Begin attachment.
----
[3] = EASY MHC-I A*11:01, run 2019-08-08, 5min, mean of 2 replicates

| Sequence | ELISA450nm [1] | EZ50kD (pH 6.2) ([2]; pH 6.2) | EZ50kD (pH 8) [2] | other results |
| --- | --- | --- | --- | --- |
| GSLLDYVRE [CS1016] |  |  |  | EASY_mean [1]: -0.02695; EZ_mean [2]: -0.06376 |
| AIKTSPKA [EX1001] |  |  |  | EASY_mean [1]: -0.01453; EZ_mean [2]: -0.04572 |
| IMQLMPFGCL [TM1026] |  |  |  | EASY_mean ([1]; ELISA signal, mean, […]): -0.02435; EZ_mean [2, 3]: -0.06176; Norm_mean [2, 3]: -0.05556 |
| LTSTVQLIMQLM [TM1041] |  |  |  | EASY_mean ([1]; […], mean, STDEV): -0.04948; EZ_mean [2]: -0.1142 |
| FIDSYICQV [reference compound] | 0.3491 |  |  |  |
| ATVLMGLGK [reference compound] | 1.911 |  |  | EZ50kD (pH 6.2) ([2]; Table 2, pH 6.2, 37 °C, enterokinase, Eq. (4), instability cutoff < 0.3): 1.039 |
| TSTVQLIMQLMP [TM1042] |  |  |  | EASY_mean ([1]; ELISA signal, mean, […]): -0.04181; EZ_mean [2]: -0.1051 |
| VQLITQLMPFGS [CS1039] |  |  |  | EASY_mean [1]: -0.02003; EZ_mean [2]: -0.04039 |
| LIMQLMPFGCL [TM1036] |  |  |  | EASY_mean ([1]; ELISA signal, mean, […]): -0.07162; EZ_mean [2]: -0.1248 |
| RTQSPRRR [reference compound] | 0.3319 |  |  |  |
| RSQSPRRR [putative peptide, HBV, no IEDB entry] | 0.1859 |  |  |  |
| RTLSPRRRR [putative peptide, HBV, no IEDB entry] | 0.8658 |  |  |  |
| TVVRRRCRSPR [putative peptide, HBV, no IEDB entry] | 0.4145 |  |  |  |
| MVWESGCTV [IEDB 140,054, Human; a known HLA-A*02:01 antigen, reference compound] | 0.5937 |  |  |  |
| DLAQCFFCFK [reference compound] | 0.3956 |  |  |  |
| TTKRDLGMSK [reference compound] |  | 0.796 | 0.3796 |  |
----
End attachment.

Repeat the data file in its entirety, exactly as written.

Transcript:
[3] = EASY MHC-I A*11:01, run 2019-08-08, 5min, mean of 2 replicates

| Sequence | ELISA450nm [1] | EZ50kD (pH 6.2) ([2]; pH 6.2) | EZ50kD (pH 8) [2] | other results |
| --- | --- | --- | --- | --- |
| GSLLDYVRE [CS1016] |  |  |  | EASY_mean [1]: -0.02695; EZ_mean [2]: -0.06376 |
| AIKTSPKA [EX1001] |  |  |  | EASY_mean [1]: -0.01453; EZ_mean [2]: -0.04572 |
| IMQLMPFGCL [TM1026] |  |  |  | EASY_mean ([1]; ELISA signal, mean, […]): -0.02435; EZ_mean [2, 3]: -0.06176; Norm_mean [2, 3]: -0.05556 |
| LTSTVQLIMQLM [TM1041] |  |  |  | EASY_mean ([1]; […], mean, STDEV): -0.04948; EZ_mean [2]: -0.1142 |
| FIDSYICQV [reference compound] | 0.3491 |  |  |  |
| ATVLMGLGK [reference compound] | 1.911 |  |  | EZ50kD (pH 6.2) ([2]; Table 2, pH 6.2, 37 °C, enterokinase, Eq. (4), instability cutoff < 0.3): 1.039 |
| TSTVQLIMQLMP [TM1042] |  |  |  | EASY_mean ([1]; ELISA signal, mean, […]): -0.04181; EZ_mean [2]: -0.1051 |
| VQLITQLMPFGS [CS1039] |  |  |  | EASY_mean [1]: -0.02003; EZ_mean [2]: -0.04039 |
| LIMQLMPFGCL [TM1036] |  |  |  | EASY_mean ([1]; ELISA signal, mean, […]): -0.07162; EZ_mean [2]: -0.1248 |
| RTQSPRRR [reference compound] | 0.3319 |  |  |  |
| RSQSPRRR [putative peptide, HBV, no IEDB entry] | 0.1859 |  |  |  |
| RTLSPRRRR [putative peptide, HBV, no IEDB entry] | 0.8658 |  |  |  |
| TVVRRRCRSPR [putative peptide, HBV, no IEDB entry] | 0.4145 |  |  |  |
| MVWESGCTV [IEDB 140,054, Human; a known HLA-A*02:01 antigen, reference compound] | 0.5937 |  |  |  |
| DLAQCFFCFK [reference compound] | 0.3956 |  |  |  |
| TTKRDLGMSK [reference compound] |  | 0.796 | 0.3796 |  |